Type 1 has different treatment options to other types of diabetes. "Type 1 is an absolute deficiency of insulin, so the treatment is insulin. You’re replacing the hormone that’s not there," explains Assoc Prof Andrikopoulos.

"With type 2 there’s a relative deficiency of the hormone insulin. You still have beta cells, but they don’t produce enough. You still have some insulin, so you try and make that insulin work better. You can do that behaviourally with respect to weight loss, and you can also do it pharmacologically," says Assoc Prof Andrikopoulos.

He says the first line of therapy is putting together a lifestyle management program, and it’s critical to consider cultural and personal factors when deciding on appropriate diet and exercise that will work for the individual.

"We have the ability today to be much more person-specific in the way that we manage diabetes," he says. "It’s not a one-size-fits-all."

Health and wellbeing support

We want our members to be their healthiest selves, which is why we’ve developed a range of health and wellbeing programs to help eligible members manage their health. Our free Healthy Weight for Life programs help eligible members improve their quality of life if they’re overweight and have osteoarthritis*, or are at risk of developing a chronic condition^.

Additionally, if you or your family have diabetes or a heart-related condition, it’s never too late to start making positive changes. The COACH Program is a four to six-month phone-coaching support program provided at no extra cost for eligible members# that can help improve your heart health.

We also know losing weight and keeping it off over a long period of time can be challenging. That’s why we're offering eligible HCF members access to the evidence-based CSIRO Total Wellbeing Diet.

You can get a 20% discount on the cost of the 12 Week Program ($160 instead of $199) with eligible extras cover+ or through the HCF Thank You loyalty program**.

If you have hospital cover, are aged 18 and over, have a Body Mass Index of 28 or above, and have multiple lifestyle risk factors, you may be eligible to join the Total Wellbeing Diet Premium Plus 16 Week Program for free^^.

Related articles

Diabetes and your eye health

With an increasing number of Australians diagnosed with diabetes, poor eye health and potential vision loss is becoming an issue for more people.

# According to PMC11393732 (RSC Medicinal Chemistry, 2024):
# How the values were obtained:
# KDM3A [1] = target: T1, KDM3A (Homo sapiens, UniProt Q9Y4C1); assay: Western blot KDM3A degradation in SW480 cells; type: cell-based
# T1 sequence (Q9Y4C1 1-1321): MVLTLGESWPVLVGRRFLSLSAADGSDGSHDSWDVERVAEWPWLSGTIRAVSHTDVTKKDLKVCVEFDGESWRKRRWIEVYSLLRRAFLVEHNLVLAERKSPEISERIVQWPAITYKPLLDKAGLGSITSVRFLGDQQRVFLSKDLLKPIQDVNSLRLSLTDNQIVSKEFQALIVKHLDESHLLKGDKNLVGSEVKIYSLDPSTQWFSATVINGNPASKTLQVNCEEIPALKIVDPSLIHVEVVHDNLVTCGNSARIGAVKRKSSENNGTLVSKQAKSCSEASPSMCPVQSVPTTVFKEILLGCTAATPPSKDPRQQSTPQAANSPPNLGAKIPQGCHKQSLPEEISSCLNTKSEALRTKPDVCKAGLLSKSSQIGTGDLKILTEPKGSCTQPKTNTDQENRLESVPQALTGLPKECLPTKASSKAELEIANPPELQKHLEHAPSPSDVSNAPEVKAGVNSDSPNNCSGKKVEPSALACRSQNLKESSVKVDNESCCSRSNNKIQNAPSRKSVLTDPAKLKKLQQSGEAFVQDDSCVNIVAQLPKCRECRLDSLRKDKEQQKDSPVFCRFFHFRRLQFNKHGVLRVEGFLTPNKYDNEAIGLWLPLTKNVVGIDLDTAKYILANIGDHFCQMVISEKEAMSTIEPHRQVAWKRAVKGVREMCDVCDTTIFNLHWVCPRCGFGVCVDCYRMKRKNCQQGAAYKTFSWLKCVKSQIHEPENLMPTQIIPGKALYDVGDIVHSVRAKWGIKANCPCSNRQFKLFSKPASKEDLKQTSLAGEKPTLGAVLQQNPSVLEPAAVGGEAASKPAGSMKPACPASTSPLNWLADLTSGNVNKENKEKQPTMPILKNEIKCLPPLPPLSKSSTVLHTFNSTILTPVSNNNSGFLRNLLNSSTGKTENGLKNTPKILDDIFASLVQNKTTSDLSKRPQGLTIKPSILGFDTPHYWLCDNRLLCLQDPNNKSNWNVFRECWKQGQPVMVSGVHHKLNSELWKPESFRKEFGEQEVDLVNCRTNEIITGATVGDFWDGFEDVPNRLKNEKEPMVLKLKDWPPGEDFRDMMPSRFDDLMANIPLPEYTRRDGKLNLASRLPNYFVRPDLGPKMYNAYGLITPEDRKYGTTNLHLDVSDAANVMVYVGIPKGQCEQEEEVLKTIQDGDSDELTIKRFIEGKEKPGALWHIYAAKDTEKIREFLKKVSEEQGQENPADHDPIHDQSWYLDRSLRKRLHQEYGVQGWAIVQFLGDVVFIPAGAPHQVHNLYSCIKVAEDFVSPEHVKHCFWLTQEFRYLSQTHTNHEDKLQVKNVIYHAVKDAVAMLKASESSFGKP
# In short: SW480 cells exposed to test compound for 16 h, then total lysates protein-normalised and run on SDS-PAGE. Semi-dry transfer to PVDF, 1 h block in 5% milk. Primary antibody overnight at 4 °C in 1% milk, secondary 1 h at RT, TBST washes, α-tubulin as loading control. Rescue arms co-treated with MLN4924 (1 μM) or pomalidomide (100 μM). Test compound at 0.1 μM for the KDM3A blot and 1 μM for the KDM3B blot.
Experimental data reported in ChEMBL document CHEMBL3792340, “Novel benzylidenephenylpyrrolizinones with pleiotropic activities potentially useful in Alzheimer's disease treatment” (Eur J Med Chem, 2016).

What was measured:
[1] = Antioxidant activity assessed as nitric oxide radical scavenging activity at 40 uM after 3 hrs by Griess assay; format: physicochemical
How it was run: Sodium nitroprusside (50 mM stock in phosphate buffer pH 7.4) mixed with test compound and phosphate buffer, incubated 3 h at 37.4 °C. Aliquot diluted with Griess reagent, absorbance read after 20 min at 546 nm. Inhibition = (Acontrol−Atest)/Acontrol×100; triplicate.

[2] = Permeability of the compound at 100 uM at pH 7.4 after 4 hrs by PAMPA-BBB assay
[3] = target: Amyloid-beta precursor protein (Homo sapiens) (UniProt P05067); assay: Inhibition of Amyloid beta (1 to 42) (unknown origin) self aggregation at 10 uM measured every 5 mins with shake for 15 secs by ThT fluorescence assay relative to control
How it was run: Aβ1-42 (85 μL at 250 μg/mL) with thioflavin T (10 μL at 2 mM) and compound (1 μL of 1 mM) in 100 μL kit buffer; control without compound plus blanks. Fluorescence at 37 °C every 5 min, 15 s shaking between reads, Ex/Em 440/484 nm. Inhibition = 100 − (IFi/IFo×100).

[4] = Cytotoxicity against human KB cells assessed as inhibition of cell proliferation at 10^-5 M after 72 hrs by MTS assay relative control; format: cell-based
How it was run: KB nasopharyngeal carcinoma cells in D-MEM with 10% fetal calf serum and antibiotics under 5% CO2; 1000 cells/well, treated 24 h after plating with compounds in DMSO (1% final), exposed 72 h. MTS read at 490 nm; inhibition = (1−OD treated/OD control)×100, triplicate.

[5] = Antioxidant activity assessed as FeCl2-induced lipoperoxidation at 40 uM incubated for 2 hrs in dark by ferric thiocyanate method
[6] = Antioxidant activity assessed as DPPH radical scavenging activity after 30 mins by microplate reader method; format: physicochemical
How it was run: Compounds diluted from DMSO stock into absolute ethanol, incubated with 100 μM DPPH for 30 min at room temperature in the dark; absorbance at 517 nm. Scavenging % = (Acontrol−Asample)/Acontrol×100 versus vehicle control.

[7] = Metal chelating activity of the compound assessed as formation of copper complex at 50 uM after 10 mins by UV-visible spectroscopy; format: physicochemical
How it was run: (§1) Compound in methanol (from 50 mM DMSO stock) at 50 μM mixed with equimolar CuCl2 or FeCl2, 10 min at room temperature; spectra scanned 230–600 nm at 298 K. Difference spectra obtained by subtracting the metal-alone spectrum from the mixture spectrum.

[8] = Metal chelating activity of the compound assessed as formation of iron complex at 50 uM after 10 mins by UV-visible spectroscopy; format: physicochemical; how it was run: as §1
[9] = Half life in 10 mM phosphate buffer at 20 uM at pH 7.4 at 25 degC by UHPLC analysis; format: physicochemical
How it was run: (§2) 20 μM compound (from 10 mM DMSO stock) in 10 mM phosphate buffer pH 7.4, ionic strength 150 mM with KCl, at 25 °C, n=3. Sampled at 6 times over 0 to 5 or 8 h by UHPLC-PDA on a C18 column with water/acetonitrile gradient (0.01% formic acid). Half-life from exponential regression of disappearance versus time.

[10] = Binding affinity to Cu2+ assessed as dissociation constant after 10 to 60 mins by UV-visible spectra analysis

Can you reverse pre-diabetes?

Lifestyle changes can reduce the risk of people with pre-diabetes developing type 2 diabetes. Find out what to do.

Living with a chronic disease

Being diagnosed with a chronic illness can be an emotional and challenging time, but your mindset can have an impact on how you cope.

What is gestational diabetes?

Despite coming with serious risks, you can manage gestational diabetes with the help of your GP and medication if you need to.


* Must have held hospital cover that covers joint replacement surgery for 2 months, have knee or hip osteoarthritis and a Body Mass Index of 28 and above. Clinical eligibility applies. See hcf.com.au/hwfl

^ Must have hospital cover, multiple lifestyle risk factors (e.g. smoking, physical inactivity, poor nutrition) and a Body Mass Index of 28 and above. Clinical eligibility applies. See hcf.com.au/hwfl

To be eligible, members must have a heart-related condition or diabetes and must have had hospital cover that includes heart conditions and vascular system for at least 12 months. Excludes Ambulance Only, Accident Only Basic cover and Overseas Visitors Health Cover. Clinical eligibility applies.

+ Must have extras cover to receive the 20% discount through eligible extras offer and must have purchased the program on or after 1 July 2023. Depending on the level of your extras cover, HCF may reimburse the cost of the 12 Week Program up to your available Health Management Program limits. Some out-of-pocket costs may apply. Excludes Overseas Visitors Health Cover.

** Eligibility criteria applies. You can access HCF Thank You offers after you’ve been a member for a week, and if your premiums are up to date. Excludes Ambulance Only and Overseas Visitors Health Cover. Offers and partners are subject to change without advance notice. See the HCF Thank You terms and conditions.

^^ Must have hospital cover, be aged 18 and over, have multiple lifestyle risk factors (eg. smoking, physical inactivity and poor nutrition) and a Body Mass Index of 28 or above. Excludes Ambulance Only, Accident Only and Overseas Visitors Health Cover.

This communication contains information which is copyright to The Hospitals Contribution Fund of Australia Ltd (HCF). It should not be copied, disclosed or distributed without the authority of HCF. Except as required by law, HCF does not represent, warrant and/or guarantee that this communication is free from errors, virus, interception or interference. All reasonable efforts have been taken to ensure the accuracy of material contained on this website. It’s not intended that this website be comprehensive or render advice. HCF members should rely on authoritative advice they seek from qualified practitioners in the health and medical fields as the information provided on this website is general information only and may not be suitable to individual circumstances or health needs. Please check with your health professional before making any dietary, medical or other health decisions as a result of reading this website.